Le plot: Docteur Génessier, a brilliant surgeon, has a daughter who had her face blown off in a car accident that was his fault. Not just some facial scarring: we assume she does not have any face at all because she is forced to wear a creepy-looking mask. His assistant Louise kidnaps fair, blue-eyed girls from Paris (out of gratitude: some time in the past he fixed her face), takes them to his country estate where he chloroforms them, cuts their face off (they show this happening with unsettling detail) and grafts it onto his daughter. The grafts generally don't take, requiring more trips to Paris for Louise.

This goes on until the Gendarmes realize a lot of fair, blue-eyed Parisian girls have gone missing, and they convince Paulette, a petty shoplifter they have in custody, to be kidnapping bait in lieu of jail (I assume this sort of plea-deal is legal in France).

The end comes not by the Gendarmes catching Le Docteur Fou, but as things just go awry, Coen Brothers style: The cops delay the Docteur, the chloroform wears off, Paulette escapes, Louise tries to stop her-- and the faceless daughter stabs Louise to death. She then releases a lot of dogs from cages (he had 'em for grafting practice), they get out and chew Docteur Génessier's face off (the irony buzzer goes off) and the faceless daughter, a dove on her shoulder, wanders off into the woods. Fin, over the blare of the Irony Klaxon.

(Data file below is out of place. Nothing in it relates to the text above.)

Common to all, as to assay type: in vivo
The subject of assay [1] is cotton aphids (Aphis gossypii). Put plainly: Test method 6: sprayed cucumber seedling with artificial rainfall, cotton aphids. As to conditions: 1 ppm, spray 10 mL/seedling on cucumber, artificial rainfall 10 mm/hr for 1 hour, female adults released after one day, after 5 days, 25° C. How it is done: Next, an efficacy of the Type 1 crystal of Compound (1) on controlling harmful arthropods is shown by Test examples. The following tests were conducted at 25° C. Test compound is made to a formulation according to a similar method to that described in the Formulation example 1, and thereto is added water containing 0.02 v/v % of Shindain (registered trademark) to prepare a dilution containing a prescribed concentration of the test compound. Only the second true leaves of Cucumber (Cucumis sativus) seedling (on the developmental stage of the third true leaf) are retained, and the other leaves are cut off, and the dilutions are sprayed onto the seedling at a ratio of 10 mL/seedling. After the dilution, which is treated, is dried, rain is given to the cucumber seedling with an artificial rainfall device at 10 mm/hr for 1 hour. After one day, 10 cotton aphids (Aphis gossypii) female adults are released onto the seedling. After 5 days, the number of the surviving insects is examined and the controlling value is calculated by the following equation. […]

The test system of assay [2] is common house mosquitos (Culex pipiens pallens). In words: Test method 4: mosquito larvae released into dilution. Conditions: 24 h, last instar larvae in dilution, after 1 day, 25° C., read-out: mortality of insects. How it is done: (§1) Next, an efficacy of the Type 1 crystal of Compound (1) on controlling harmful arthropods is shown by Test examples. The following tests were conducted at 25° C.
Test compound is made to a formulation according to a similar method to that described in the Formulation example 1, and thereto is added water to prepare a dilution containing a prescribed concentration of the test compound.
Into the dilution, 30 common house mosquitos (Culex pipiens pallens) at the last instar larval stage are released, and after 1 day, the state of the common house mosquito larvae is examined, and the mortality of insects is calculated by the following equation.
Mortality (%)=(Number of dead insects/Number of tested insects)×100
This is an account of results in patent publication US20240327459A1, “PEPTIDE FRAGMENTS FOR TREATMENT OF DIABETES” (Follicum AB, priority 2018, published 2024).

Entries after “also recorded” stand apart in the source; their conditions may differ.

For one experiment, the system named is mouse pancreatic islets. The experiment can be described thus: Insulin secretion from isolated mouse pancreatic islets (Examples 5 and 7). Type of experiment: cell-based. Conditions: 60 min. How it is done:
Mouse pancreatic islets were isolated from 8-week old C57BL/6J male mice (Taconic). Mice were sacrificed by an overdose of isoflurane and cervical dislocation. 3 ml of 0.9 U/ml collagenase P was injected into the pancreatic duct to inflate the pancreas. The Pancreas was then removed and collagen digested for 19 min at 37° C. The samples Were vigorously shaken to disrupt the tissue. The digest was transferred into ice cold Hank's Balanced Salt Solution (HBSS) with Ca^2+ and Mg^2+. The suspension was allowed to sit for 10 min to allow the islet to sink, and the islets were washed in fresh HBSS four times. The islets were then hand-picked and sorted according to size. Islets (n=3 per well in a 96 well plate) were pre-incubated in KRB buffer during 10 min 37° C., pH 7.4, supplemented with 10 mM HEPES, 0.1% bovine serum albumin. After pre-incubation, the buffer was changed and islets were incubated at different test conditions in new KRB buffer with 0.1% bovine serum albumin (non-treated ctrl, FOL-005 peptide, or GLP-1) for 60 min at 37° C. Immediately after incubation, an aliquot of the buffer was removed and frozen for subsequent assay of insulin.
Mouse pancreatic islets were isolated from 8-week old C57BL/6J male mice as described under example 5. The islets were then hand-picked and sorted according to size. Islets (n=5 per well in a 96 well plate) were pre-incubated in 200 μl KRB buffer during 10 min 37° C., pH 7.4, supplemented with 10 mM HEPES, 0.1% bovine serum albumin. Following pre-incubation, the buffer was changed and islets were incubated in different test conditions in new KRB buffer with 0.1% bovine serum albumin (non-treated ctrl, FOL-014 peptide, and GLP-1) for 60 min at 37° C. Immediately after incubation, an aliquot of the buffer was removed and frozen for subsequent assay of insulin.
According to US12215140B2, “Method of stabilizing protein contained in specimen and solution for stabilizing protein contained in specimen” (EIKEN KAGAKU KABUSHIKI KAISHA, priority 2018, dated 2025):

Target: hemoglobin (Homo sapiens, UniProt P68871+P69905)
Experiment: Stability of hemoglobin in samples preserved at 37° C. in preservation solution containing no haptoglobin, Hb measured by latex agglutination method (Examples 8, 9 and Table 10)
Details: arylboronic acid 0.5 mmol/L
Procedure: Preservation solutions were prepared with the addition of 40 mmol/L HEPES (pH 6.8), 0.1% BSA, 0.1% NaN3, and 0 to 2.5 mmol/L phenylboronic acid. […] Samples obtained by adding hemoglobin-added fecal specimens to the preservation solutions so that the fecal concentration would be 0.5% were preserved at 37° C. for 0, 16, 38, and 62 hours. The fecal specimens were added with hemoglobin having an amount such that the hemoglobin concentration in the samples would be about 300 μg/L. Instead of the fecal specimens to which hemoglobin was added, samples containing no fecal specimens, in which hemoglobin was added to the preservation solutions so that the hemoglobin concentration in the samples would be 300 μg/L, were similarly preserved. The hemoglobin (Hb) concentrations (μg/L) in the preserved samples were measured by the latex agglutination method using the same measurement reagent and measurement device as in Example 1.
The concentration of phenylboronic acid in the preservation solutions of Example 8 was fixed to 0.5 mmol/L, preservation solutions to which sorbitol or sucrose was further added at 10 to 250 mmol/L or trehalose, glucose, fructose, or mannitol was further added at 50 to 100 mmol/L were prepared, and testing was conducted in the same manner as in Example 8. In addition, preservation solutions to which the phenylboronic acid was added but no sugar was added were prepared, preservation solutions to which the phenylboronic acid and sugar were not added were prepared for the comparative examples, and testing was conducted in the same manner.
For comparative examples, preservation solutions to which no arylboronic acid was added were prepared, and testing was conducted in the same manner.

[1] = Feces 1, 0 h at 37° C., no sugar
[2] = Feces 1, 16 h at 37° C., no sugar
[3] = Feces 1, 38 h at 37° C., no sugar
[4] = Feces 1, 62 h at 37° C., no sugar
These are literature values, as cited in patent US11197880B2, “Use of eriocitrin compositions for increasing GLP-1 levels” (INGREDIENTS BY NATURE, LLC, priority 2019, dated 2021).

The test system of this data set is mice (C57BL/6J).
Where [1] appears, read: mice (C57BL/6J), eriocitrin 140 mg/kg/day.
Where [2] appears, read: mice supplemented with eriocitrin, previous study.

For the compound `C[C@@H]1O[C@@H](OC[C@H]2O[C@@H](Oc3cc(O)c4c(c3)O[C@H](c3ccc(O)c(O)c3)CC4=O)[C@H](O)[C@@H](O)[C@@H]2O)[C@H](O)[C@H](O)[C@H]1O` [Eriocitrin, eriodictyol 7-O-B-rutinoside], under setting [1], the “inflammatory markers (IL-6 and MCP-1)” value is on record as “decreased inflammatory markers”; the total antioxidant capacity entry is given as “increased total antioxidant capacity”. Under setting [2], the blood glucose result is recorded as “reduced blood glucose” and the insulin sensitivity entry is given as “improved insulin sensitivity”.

All this definitely qualifies Eyes Without a Face as a horror film. It was influenced by early Hammer films, which were very popular in France in the 1950s. Les yeux sans visage was eventually released in the United States-- after being dubbed, edited and retitled The Horror Chamber of Dr. Faustus. It came out on a double-bill with The Manster-- Another flawed classic.

A few thoughts:

EWAF was directed by Georges Franjou, the co-founder of the Cinematheque Française, the world's first cinema archive. The influence of the films he archived--in particular German Expressionism-- is quite evident in some nice little bits of poetic film language added to the horror-film base, a cinematic roux. My favorite: Docteur Génessier is opening up a crypt in a cemetery to dispose of another dead girl's body. Louise stands guard. She hears a roaring sound. Thinking a car is coming, she looks around and sees nothing. But she looks up-- and sees a jet flying high overhead in the night sky. The shot lingers: the wingtip lights blink as it slowly crosses the frame. Then another shot of Louise-- just watching the plane. An ambiguous, introspective, beautiful moment plunked right in the heart of all the horror.

This is the best look we get of La Fille Sans Visage
in all her purposely out-of-focus glory.
The power of imagination-- or was 1960 effects makeup
technology not up to the task?